Osteoarthritis is one of the most common forms of arthritis, where the cartilage that cushions your joints begins to wear down.

Are you having hip or knee pain?

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If you answered "Yes!" to that question, you are not alone!

According to the Arthritis Foundation, more than 27 million Americans suffer from a form of arthritis called osteoarthritis which can cause pain in the weight-bearing joints, like hips and knees.

Osteoarthritis is one of the most common forms of arthritis, where the cartilage that cushions your joints begins to wear down. Eventually, the bones can start to rub against each other and cause significant pain or stiffness.

What causes osteoarthritis?

Even though aging makes you more likely to develop osteoarthritis, the Arthritis Foundation lists some other factors that can also contribute.

Whether you were a star athlete in your youth or you’re a current Weekend Warrior, you've probably experienced pain and stiffness of an injury or just overuse of a joint, like twisting your knee or a tennis elbow. Over time, this can add to the breakdown of the cartilage around the joint. So can carrying around extra weight which can really add a lot of extra stress on your joints. Sometimes the muscles around the knee joints are just weak and underdeveloped which can make the cartilage begin to wear out. Then there are genetics. Everyone has unique DNA and sometimes the way your bones are formed can put you at greater risk for developing osteoarthritis.

Are you having these symptoms?

First thing you always need to do is to listen to your body.  It’s trying to give you some clues that you should pay attention to if you are having any of these symptoms:

  • Stiffness in the morning that lasts about 30 minutes and then goes away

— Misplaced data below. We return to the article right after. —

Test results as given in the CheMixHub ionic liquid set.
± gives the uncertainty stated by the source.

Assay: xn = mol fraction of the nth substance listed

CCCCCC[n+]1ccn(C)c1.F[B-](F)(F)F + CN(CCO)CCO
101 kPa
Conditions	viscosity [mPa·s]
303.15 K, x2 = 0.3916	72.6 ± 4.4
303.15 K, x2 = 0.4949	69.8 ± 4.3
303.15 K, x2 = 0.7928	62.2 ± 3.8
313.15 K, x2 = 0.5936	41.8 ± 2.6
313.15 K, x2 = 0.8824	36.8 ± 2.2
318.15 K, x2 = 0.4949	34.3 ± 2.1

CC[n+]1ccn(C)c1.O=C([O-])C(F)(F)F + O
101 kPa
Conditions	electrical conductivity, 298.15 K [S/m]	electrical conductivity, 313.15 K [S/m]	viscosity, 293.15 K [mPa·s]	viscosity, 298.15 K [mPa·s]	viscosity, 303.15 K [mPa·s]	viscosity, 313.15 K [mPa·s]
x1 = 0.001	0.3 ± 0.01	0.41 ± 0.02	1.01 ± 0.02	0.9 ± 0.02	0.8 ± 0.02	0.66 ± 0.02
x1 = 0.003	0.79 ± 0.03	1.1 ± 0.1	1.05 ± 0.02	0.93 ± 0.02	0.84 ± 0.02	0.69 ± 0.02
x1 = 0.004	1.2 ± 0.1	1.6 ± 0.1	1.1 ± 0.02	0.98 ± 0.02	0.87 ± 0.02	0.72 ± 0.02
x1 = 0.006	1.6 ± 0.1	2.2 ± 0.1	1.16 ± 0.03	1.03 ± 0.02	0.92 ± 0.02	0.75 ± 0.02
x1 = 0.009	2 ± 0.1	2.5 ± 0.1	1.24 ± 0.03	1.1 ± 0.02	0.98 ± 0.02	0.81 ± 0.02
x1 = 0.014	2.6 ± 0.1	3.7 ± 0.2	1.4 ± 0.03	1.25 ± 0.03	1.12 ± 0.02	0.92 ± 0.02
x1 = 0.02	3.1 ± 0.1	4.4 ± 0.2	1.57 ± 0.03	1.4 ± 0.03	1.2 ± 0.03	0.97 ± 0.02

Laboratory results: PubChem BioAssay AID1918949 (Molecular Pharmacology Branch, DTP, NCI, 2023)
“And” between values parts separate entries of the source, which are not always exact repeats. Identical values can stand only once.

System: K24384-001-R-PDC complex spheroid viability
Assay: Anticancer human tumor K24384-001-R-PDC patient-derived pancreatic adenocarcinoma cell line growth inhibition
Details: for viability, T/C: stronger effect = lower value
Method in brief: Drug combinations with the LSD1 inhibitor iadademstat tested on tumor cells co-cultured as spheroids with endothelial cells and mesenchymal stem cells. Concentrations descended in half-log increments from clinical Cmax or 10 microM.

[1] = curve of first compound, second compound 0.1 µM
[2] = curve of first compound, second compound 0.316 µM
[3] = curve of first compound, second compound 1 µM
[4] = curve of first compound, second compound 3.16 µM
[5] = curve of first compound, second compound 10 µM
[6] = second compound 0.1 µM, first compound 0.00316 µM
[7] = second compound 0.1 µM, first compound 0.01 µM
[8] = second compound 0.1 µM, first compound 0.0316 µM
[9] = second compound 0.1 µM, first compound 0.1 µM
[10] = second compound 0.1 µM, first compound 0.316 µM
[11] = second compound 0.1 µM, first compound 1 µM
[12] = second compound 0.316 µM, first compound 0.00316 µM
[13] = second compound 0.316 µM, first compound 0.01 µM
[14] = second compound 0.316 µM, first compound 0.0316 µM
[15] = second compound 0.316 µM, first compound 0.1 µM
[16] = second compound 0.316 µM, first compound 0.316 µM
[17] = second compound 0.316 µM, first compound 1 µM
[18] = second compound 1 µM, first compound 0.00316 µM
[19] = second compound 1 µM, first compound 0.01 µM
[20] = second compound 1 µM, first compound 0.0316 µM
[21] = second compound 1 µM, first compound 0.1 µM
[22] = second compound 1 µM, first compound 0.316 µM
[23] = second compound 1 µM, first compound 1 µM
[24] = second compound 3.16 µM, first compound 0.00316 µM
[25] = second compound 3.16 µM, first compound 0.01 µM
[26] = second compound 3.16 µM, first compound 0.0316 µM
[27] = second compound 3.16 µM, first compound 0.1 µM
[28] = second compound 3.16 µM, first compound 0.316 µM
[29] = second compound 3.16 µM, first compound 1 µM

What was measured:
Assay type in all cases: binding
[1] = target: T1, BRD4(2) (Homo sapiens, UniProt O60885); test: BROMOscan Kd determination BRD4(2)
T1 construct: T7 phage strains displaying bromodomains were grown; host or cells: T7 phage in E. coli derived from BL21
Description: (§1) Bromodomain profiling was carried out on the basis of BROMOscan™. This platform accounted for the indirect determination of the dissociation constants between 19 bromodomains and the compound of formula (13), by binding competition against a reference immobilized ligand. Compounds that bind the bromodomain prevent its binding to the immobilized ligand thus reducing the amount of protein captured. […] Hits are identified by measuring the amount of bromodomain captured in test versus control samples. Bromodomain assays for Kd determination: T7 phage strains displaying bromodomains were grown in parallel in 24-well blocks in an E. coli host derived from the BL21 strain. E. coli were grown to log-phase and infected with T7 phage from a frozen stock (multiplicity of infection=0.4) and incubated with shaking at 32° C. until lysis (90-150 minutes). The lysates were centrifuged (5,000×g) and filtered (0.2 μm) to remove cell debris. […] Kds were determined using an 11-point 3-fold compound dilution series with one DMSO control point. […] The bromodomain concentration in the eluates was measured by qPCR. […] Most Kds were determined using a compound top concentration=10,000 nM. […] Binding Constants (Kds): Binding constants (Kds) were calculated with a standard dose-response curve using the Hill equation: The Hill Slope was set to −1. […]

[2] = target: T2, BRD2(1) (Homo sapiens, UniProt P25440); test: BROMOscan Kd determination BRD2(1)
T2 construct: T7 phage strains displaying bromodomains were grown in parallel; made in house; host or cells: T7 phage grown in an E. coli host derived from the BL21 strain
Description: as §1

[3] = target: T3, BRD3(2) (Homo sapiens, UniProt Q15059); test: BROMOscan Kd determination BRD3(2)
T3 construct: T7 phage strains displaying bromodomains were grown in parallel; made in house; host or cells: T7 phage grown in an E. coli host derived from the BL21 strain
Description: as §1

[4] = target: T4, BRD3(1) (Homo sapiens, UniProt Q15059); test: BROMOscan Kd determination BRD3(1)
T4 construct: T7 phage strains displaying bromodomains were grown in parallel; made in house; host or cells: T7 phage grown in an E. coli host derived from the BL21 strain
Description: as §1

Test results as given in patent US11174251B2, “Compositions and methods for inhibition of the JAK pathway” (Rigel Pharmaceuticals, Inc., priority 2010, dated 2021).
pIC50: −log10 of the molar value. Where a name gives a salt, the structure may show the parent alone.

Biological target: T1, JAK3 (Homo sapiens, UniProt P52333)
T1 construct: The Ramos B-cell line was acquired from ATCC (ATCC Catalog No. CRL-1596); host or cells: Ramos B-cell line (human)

• Joint pain that is worse at night
  • Changes in the way you sit, stand or walk due to pain or stiffness

So what should you do?

Talk to your doctor about any joint pain symptoms you are having and make sure you know your family history. That, along with a physical examination, can be important factors in diagnosing your pain. Be proactive and don’t wait for it to “feel better” on its own.

Your primary care physician can take several steps to help determine what is really happening with your joints.  This may include a simple X-ray to see if there is osteoarthritis or a bone density test to check the health of your bones and look for signs of osteoporosis (a loss of bone mass).

Once you have a proper diagnosis, your physician can work with you to develop a plan to relieve your pain and keep you active and enjoying your life. This may include physical therapy, exercise therapy, or a referral to an orthopedic surgeon.

Just because you are seeing an orthopedic surgeon, doesn’t mean that you will automatically be having surgery. Orthopedic surgeons are trained to evaluate and diagnosis your bone health issues and then offer you the procedures that would work best for your condition.